The Emma Press Ltd
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Rachel Piercey’s Rivers Wanted is a collection of whimsical yet sharply relevant poems that simultaneously harness the essence of navigating life’s twists and turns and explore the spectrum of human emotion and experience. Through sometimes witty, sometimes serious but always wonderfully concise language, Piercey takes us on a journey through the mundanity, anxiety, discovery and sentimentality that inevitably accompany a life in this world. As Alan Bennett writes in The History Boys, the best moments in reading feel “as if a hand has come out and taken yours” and Rivers Wanted reaches out an exuberant hand to people of many different ages, nostalgically and beautifully capturing moments and feelings in a way that couldn’t fail to resonate and warmly grasp the fingers.
As a student, poems such as Ride and English lessons held particular significance, however my favourite poem, ‘With This Ring’, struck me with a sarcastic and unapologetic tone. The significance of this lies, however, in the way that it brimmed with poignancy and truth. There is the sense of a journey in the collection and yet moments of perfect stillness; ‘Picture This’, a concise 20 words of solitary peace, is extremely different in momentum to ‘Ride’, a 13-stanza metaphor for three different stages in growing up. It is exactly this contrast that makes the collection so truthful, mirroring human experience by never faltering in its variety, and balancing the nostalgia with unsettling undertones. The sense of freedom in the first stanza of ‘Ride’ – “Look, no stabilisers!” – is undermined by the “chain[ing]” of that freedom in part two and the bittersweet detachment of the older narrative voice, “They wrote saying you would be culled, / it made me think of badgers”. Similarly, in ‘Six Months’, the two brief stanzas oppose each other, the second knocking down the comfort and sentimentality of the first.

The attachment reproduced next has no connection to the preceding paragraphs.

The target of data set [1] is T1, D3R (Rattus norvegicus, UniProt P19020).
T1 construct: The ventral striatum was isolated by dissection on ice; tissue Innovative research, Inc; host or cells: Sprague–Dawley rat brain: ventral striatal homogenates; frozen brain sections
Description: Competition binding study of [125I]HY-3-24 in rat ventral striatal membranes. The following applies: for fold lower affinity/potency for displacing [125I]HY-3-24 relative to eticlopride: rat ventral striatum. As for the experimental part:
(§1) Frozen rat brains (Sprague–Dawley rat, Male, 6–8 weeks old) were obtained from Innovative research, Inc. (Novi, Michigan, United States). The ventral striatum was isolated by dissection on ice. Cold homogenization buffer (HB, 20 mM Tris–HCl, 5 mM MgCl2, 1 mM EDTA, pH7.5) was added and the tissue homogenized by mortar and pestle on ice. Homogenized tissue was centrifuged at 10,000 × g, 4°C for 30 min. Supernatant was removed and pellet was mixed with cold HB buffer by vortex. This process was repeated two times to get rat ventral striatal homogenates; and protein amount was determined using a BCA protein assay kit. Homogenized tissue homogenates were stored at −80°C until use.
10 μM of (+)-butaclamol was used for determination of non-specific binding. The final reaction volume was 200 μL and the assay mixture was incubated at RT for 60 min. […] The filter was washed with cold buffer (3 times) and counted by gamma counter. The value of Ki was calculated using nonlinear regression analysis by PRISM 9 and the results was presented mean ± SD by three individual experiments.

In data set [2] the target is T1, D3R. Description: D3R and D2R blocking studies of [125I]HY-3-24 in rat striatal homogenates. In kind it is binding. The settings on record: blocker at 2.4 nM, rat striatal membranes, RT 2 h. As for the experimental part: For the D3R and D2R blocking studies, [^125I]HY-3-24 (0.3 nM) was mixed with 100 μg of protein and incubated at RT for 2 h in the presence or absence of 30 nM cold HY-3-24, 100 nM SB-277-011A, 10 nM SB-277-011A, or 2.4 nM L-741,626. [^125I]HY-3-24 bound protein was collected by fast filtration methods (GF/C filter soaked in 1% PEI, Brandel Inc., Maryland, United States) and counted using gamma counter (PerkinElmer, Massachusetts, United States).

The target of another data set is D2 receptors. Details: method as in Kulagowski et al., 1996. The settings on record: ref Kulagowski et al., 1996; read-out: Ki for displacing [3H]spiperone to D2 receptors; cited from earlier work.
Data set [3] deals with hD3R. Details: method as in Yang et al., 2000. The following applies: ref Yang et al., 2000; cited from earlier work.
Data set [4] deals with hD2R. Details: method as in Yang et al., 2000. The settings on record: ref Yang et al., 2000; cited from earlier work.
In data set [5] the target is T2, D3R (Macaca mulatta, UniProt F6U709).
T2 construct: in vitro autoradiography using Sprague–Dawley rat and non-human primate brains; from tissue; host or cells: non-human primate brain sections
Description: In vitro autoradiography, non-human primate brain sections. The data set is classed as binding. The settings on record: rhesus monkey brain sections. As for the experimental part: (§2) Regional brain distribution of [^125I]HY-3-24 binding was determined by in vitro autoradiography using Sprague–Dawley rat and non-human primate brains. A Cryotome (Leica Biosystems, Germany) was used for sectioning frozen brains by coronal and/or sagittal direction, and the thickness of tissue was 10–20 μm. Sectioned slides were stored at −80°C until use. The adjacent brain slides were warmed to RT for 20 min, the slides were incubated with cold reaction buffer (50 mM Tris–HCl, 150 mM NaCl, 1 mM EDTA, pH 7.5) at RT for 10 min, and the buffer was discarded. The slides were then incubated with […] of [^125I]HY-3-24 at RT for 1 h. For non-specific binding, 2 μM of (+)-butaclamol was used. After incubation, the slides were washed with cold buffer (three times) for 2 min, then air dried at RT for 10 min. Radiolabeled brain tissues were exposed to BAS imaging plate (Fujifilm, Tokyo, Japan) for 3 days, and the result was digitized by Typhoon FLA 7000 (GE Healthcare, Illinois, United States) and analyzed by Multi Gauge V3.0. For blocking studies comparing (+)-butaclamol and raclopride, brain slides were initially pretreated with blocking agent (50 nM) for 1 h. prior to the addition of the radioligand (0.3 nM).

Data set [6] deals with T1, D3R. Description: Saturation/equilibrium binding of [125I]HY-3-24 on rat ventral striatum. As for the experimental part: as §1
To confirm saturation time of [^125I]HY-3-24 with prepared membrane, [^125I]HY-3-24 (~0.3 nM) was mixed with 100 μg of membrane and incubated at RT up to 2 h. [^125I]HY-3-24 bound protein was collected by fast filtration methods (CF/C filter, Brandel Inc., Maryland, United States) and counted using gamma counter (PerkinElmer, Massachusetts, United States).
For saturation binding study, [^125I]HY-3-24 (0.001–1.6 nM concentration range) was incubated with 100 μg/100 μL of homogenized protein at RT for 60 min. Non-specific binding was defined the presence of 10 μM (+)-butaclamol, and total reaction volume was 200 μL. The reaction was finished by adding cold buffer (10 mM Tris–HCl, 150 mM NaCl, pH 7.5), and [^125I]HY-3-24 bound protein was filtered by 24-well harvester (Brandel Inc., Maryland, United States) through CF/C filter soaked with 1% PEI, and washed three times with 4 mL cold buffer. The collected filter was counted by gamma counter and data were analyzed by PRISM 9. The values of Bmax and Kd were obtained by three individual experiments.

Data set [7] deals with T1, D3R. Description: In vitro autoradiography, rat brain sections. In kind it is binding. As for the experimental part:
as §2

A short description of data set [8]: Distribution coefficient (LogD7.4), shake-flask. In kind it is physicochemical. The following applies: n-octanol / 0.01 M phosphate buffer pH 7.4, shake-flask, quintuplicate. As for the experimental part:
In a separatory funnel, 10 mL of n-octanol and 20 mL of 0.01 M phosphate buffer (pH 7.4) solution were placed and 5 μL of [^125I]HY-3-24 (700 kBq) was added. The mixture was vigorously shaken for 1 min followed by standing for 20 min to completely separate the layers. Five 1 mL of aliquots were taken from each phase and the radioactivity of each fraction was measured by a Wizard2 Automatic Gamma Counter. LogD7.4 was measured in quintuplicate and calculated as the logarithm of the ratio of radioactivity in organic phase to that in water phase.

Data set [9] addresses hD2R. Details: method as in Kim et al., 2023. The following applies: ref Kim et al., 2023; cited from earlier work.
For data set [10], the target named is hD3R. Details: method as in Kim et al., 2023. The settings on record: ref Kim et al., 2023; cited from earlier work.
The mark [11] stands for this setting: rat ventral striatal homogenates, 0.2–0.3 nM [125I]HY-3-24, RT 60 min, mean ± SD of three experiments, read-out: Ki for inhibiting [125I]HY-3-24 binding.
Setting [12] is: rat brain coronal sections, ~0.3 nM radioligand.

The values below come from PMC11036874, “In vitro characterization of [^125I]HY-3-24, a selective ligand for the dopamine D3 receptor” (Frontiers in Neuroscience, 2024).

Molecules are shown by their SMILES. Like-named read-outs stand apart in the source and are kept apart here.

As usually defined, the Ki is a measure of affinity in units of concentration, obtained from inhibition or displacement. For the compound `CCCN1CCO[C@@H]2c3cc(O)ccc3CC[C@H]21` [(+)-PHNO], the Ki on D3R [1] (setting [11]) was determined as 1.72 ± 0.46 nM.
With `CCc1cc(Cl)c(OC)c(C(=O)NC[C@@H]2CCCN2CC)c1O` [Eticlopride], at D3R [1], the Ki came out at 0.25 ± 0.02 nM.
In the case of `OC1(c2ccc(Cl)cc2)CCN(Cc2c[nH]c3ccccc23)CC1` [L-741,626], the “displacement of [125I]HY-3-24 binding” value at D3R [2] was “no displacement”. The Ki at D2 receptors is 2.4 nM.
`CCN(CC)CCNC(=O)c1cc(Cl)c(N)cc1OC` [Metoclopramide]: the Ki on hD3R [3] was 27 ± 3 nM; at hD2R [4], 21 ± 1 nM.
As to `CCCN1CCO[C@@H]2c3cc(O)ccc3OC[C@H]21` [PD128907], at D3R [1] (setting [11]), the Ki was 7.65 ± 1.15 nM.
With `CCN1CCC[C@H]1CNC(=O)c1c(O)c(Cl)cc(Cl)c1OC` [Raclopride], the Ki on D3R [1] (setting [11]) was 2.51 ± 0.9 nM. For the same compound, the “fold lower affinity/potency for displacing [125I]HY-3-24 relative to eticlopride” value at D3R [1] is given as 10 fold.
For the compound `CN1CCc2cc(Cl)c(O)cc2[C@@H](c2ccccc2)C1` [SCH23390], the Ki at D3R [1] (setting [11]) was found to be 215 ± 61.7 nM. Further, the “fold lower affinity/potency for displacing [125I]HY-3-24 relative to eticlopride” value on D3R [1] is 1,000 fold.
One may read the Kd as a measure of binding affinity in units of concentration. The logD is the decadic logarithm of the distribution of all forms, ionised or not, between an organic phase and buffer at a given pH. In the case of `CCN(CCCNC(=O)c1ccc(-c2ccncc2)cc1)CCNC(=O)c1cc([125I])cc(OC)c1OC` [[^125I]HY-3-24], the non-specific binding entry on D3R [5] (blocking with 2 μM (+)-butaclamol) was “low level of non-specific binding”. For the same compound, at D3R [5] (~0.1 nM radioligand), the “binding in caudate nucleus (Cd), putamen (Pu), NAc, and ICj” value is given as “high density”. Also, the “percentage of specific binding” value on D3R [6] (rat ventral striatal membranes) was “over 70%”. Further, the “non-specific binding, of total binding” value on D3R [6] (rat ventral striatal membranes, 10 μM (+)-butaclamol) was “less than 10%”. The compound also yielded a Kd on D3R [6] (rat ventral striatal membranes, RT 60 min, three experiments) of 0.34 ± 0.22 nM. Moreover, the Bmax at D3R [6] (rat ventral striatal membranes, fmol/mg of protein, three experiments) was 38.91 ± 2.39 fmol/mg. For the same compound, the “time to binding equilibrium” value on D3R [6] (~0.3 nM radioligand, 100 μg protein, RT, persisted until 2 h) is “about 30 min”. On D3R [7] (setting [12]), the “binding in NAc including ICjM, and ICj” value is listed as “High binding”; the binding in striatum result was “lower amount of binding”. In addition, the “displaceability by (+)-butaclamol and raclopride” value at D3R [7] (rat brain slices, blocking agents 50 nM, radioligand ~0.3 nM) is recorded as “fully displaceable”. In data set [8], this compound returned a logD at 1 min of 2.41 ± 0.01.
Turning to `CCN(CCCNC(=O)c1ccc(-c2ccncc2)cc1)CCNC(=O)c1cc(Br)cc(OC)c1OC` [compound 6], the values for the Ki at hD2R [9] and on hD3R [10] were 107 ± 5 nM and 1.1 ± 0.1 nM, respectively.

It is almost too easy in poetry to become lost in ‘grand’ or ‘deep’ ideas, ultimately coming off as self-indulgent and melodramatic; as a poet once advised me, ‘yoghurt’ is just as easy to type as ‘infinity’ (incidentally, I did then attempt a poignant poem about yoghurt in response). Rachel Piercey, however, rightly approaches the ‘big’ ideas through the lens of small moments or unusual perspectives, never attempting to encompass all the gravity of life with sweeping metaphorical assertions and therefore winning the reader’s respect and willingness to make the effort poetry requires to be properly appreciated.
Rivers Wanted is definitely something I will keep with me to re-read. If you’ve ever wondered how the feeling of something being just right can be perfectly described – what to do with a redundant wedding ring, why a candy pink bike is the safest bet, or how accurately reality can be encapsulated in a slice of the surreal – I’d definitely recommend this collection; it evokes the definite belief that, in Piercey’s words, “every day is an infinite text”.